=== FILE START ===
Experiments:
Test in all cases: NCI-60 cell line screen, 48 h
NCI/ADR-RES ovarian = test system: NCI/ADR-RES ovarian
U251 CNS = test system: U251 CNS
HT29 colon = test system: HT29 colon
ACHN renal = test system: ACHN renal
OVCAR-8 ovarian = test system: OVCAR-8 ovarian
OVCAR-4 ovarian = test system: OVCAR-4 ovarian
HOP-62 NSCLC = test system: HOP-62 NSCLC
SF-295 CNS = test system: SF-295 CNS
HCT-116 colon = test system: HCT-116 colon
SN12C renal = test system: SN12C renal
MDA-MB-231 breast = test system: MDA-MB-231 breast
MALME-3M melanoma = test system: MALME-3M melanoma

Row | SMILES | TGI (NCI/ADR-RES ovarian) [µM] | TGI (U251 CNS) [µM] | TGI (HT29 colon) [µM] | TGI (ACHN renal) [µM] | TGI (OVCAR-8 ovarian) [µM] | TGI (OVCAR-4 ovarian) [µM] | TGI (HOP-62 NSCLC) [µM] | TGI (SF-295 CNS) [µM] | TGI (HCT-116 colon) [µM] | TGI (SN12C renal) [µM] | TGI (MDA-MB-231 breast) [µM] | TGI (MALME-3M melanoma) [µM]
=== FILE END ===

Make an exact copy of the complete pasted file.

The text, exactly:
Experiments:
Test in all cases: NCI-60 cell line screen, 48 h
NCI/ADR-RES ovarian = test system: NCI/ADR-RES ovarian
U251 CNS = test system: U251 CNS
HT29 colon = test system: HT29 colon
ACHN renal = test system: ACHN renal
OVCAR-8 ovarian = test system: OVCAR-8 ovarian
OVCAR-4 ovarian = test system: OVCAR-4 ovarian
HOP-62 NSCLC = test system: HOP-62 NSCLC
SF-295 CNS = test system: SF-295 CNS
HCT-116 colon = test system: HCT-116 colon
SN12C renal = test system: SN12C renal
MDA-MB-231 breast = test system: MDA-MB-231 breast
MALME-3M melanoma = test system: MALME-3M melanoma

Row | SMILES | TGI (NCI/ADR-RES ovarian) [µM] | TGI (U251 CNS) [µM] | TGI (HT29 colon) [µM] | TGI (ACHN renal) [µM] | TGI (OVCAR-8 ovarian) [µM] | TGI (OVCAR-4 ovarian) [µM] | TGI (HOP-62 NSCLC) [µM] | TGI (SF-295 CNS) [µM] | TGI (HCT-116 colon) [µM] | TGI (SN12C renal) [µM] | TGI (MDA-MB-231 breast) [µM] | TGI (MALME-3M melanoma) [µM]